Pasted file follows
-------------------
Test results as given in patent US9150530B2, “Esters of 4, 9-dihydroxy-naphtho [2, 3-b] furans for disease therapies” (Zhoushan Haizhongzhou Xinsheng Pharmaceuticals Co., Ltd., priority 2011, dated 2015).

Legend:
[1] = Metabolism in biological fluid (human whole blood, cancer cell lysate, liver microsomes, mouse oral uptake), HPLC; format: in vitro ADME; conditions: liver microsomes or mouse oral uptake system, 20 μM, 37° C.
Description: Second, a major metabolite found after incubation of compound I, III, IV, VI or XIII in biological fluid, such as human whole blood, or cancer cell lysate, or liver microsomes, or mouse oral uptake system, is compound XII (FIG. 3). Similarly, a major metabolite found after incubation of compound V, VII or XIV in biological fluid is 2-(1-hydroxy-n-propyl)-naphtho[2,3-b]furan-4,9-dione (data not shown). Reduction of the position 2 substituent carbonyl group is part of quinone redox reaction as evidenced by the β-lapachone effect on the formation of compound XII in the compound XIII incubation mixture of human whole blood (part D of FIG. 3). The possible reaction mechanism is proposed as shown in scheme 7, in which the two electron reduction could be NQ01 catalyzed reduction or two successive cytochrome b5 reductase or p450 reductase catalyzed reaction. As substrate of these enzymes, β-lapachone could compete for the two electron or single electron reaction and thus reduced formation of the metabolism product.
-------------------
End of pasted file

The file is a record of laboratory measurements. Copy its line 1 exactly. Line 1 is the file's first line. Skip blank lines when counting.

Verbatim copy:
Test results as given in patent US9150530B2, “Esters of 4, 9-dihydroxy-naphtho [2, 3-b] furans for disease therapies” (Zhoushan Haizhongzhou Xinsheng Pharmaceuticals Co., Ltd., priority 2011, dated 2015).